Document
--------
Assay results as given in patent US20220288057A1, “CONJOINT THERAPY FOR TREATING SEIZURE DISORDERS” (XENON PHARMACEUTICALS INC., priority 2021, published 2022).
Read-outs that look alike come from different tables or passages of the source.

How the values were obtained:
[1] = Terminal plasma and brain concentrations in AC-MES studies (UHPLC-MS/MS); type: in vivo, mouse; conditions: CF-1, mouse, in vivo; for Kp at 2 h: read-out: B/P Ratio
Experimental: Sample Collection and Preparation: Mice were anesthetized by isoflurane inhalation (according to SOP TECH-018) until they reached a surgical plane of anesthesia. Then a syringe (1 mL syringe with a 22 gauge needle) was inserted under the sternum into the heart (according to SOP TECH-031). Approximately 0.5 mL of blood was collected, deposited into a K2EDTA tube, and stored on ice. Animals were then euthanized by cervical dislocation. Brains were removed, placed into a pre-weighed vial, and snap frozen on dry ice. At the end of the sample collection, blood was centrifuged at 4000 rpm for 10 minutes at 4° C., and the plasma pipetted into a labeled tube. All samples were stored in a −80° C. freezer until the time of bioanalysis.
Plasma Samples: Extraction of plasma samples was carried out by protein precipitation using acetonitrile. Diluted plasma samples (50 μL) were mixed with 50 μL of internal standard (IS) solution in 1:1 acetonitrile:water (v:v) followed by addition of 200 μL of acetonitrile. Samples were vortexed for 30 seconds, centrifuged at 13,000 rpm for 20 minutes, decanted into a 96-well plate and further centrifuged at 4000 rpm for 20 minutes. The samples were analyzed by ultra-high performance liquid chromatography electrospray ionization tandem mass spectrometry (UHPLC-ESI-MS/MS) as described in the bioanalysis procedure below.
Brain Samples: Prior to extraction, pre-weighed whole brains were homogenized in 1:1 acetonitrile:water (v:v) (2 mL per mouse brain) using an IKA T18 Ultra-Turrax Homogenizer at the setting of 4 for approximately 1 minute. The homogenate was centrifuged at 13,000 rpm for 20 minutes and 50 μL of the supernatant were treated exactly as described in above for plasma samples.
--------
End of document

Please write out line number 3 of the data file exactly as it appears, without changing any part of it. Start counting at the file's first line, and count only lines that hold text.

How the values were obtained: